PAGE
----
My Favorite Social Media Mistake and What I Learned from It (Part 2)

What do Toy Story 2, Superman 2, Bill & Ted’s Bogus Journey, and Shrek 2 all have in common…besides being totally awesome sequels to popular films?

Answer: All of these sequels have happy endings.

So, why is this particular detail important? It’s relevant because I want my readers to know upfront that the sequel I’m writing–to my inaugural favorite social media mistake post–has much more in common with the dark conclusions of The Empire Strikes Back, Aliens, and The Sixth Sense. Obviously, we can debate whether these films truly end happily, but we can agree that it’s hard to feel “good” as the credits roll (case in point: Luke’s dad, Darth Vader, chops off his hand at the end of Empire; by the time Aliens ends, Ripley’s entire crew, save for Newt, a “sliced and diced” robot, and a busted up Corporal Hicks have all perished; and Dr. Crowe, Bruce Willis’ character in The Sixth Sense, realizes he’s actually been dead THE WHOLE MOVIE). 

While my “story” doesn’t have any “daddy issues” or cute little tikes who can “hear dead people,” it does have all the elements of a good movie…drama, suspense, and resolution (albeit it’s a denouement–and yes, this is the one word I remember from high school French–that left a cold taste in my mouth). Fortunately, though, I did learn a few things from my second social media mistake and in this post I’ll share what happened and what I learned from it.

My White Whale

I had been an admirer of it for a long time. Each day, I would log on and see scantily clad models, athletes in action, photos of food from around the globe, and at least fifty photos of “One Direction” crooner Harry Styles.

Yes, the object of my affection was Instagram.

Before coming to the Harvard Business School (HBS), I had never used Instagram in a professional capacity. This was the case, at least for a while, even after I started working at HBS. Three months ago, this all changed. As part of a new photo project, I was asked to launch our Instagram feed and start populating it with photos. We chose a hashtag for the pics (#HBSMakingADifference) and I got to work. The process wasn’t particularly easy since I had to load the photos onto Instagram from my laptop; the images were taken with a handheld camera during a series of events. But I was able to find software (i.e., Gramblr) that enabled me to do this. Things were proceeding as planned (i.e., the photos were loading successfully) until I noticed something peculiar.

The hashtag wasn’t functioning properly.

That is, when I clicked on #HBSMakingADifference none of the photos appeared. After freaking out for a few minutes (okay, it was more like an hour) I went to work trying to solve the problem. Over the next three weeks, I…

-Uninstalled/reinstalled Gramblr and tried reloading photos: Strike 1!

-Uninstalled/reinstalled Instagram on my Android and tried reposting photos: Strike 2!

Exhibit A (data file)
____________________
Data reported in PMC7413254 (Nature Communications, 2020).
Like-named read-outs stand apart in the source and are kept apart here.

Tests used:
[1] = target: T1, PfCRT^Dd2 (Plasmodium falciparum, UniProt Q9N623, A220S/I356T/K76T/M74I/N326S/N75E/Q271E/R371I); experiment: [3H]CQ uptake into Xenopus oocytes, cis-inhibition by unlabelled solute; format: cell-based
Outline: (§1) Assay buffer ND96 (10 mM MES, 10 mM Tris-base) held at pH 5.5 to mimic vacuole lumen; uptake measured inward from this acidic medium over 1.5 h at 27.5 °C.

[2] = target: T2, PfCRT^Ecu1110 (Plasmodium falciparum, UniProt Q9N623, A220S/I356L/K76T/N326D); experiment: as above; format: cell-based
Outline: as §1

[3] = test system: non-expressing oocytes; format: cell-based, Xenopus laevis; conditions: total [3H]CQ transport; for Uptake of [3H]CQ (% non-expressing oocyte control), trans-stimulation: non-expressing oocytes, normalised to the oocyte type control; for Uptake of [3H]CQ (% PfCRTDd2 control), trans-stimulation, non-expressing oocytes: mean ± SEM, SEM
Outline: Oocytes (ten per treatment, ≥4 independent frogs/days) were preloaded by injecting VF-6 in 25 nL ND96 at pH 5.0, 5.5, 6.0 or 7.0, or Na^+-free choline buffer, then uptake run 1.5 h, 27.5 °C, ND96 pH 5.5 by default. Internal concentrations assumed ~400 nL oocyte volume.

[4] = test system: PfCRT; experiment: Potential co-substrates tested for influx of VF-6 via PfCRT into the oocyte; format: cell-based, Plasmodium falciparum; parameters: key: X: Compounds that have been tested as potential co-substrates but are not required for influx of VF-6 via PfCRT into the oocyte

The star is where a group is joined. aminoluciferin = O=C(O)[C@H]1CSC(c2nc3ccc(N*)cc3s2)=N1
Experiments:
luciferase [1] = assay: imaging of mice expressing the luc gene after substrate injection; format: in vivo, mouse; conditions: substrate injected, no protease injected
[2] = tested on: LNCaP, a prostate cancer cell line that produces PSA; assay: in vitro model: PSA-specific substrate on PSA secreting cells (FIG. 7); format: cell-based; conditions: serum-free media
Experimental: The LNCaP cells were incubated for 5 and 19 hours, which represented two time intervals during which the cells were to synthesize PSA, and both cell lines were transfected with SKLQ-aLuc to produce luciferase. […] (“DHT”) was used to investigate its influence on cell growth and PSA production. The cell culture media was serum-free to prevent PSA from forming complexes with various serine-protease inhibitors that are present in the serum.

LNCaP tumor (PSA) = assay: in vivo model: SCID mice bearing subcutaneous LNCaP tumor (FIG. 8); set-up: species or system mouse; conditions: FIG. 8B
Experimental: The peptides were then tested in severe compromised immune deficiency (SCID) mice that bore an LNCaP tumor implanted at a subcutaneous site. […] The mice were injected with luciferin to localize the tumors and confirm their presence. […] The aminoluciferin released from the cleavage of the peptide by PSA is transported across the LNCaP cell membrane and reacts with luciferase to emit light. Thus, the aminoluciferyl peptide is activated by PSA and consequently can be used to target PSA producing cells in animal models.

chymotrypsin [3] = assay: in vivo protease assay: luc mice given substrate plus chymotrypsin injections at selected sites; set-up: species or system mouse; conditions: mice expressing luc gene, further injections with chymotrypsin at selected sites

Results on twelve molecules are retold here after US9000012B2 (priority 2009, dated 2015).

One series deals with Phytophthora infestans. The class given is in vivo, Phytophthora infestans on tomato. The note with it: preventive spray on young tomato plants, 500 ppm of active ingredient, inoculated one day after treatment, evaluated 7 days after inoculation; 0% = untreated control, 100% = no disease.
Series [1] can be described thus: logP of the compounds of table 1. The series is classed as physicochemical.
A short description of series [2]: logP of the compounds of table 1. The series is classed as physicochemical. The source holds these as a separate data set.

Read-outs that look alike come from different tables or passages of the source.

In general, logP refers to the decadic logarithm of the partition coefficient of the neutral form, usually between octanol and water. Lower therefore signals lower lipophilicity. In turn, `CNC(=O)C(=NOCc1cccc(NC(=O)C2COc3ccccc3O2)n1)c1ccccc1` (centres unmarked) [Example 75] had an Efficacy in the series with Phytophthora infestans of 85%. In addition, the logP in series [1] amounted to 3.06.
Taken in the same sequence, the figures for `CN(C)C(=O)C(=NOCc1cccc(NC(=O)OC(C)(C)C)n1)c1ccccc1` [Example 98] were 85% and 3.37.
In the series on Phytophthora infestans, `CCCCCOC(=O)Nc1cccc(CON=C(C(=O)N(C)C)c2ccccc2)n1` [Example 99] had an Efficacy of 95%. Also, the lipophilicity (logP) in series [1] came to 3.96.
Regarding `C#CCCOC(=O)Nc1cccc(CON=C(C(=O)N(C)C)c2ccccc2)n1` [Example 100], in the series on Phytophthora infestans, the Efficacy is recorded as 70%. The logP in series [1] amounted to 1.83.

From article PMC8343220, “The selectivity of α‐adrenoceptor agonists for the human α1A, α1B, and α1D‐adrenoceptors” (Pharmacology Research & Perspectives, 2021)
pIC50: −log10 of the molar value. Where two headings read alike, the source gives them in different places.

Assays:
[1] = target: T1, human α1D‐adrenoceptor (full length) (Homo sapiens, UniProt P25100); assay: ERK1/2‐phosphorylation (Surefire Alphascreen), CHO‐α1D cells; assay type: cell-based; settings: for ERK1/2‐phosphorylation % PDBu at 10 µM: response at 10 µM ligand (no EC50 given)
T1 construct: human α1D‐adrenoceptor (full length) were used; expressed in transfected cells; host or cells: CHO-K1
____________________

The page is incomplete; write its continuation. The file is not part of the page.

-Contacted our central communications office to see if they could help: Strike 3!

-Sent seven (!) “help” messages to Instagram: Strike, um, 4?

-Sent four “help” messages to Facebook: Strike…well, I think you get the idea.

All told, I spent several hours trying to solve this problem, hoping to avoid the inevitable: my having to reload EVERY photo I had posted previously.

Realizing I was out of viable options, I went onto Instagram, created a new account, and posted one of my photos with the #HBSMakingADifference hashtag as a test. Fortunately, the hashtag worked so I immediately began reposting the photos onto the new page. Once all the images were uploaded, I deleted the original Instagram account I had set up.

Since this post is about a social media mistake (and I use the term “mistake” VERY loosely since I could argue that I was victim of a technical glitch more than anything else) I made and what I learned from it here are some things I took away from the experience.

1. ALWAYS, and I mean ALWAYS, make sure your Instagram hashtags are functioning properly at the beginning of your project. It’s never fun to put a lot of time into a social media initiative only to realize you have to start over from scratch.

2. Sometimes the best plan of attack is right in front of you. I knew early on that I would probably have to start over. At most, I should have contacted Instagram and Facebook twice each and then moved on to solving the hashtag problem myself. Putting my problem in the hands of other “people” wasn’t the right strategy.

3. Don’t be afraid to “pivot.” In business vernacular, a “pivot” is when a company changes direction when a particular approach isn’t working. I knew that I needed to pivot, but my pride wouldn’t let me. I was so hung up on the hours I had invested in my project, that I was unwilling to see any other way out. In social media, you always need to be objective and concentrate on solving the problem at hand and moving onto the next item on your list. In this case, I failed. Big time.

Was this post helpful? Is there anything I missed? Please share your thoughts in the comments section.

Robert Bochnak manages social media for the Harvard Business School’s alumni office. He’s also the former writer and editor of GradMatters: The Blog for Tufts GSAS. 

Follow Robert on Twitter at https://twitter.com/RobertBoc.

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